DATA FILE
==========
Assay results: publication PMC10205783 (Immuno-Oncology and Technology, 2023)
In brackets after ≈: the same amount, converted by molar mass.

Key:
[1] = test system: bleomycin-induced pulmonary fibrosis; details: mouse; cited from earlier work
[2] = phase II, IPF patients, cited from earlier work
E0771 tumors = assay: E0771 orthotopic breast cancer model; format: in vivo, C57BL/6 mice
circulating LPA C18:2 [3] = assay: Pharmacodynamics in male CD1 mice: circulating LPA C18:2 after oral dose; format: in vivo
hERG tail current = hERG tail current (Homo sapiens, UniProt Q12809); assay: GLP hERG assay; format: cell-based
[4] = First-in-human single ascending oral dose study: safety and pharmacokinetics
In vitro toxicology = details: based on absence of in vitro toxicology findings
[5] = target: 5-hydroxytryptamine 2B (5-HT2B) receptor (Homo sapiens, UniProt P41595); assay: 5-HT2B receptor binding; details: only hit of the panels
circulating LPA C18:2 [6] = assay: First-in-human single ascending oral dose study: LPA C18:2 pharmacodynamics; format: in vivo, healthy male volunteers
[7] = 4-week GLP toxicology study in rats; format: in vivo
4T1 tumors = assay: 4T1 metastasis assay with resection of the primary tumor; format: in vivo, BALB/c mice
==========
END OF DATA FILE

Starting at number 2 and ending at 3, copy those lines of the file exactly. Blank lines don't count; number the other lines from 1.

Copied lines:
In brackets after ≈: the same amount, converted by molar mass.

Key: